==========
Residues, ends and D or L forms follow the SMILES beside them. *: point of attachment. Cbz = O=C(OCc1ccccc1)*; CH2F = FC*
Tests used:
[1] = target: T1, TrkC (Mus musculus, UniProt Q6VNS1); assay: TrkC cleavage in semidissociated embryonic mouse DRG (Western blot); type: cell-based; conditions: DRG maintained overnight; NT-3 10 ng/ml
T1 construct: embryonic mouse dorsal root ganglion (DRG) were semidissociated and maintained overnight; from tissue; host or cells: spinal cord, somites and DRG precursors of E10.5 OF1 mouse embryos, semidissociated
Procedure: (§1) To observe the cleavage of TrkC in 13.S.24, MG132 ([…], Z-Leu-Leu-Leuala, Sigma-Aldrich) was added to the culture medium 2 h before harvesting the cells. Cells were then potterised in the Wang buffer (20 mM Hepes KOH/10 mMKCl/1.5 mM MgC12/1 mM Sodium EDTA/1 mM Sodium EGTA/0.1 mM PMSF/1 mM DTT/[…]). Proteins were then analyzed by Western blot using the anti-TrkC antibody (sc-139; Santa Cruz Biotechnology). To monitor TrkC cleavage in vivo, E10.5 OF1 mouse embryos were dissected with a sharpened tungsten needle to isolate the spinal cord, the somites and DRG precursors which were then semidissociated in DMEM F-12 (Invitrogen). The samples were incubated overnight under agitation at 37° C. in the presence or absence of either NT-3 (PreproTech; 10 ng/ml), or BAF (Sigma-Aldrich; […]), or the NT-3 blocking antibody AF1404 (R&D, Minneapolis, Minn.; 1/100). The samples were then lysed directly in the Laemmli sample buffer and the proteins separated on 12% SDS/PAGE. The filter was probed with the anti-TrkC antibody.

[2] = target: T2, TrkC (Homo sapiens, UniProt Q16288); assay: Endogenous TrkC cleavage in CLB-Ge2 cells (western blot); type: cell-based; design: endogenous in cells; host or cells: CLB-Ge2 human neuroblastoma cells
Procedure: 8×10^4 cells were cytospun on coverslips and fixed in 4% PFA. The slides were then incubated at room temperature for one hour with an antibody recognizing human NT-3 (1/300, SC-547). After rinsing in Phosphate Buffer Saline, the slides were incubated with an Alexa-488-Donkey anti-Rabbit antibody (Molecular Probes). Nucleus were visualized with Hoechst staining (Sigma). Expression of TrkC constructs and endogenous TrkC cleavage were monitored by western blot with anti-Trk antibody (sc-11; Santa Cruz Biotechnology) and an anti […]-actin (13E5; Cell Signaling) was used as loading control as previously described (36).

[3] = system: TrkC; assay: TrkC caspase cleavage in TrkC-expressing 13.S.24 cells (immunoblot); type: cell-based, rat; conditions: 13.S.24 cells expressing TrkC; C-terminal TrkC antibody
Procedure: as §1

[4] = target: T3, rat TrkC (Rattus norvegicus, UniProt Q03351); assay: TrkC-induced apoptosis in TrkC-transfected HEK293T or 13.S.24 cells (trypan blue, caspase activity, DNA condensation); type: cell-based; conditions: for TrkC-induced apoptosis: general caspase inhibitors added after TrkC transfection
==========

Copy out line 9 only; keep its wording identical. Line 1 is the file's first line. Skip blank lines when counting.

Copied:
Procedure: as §1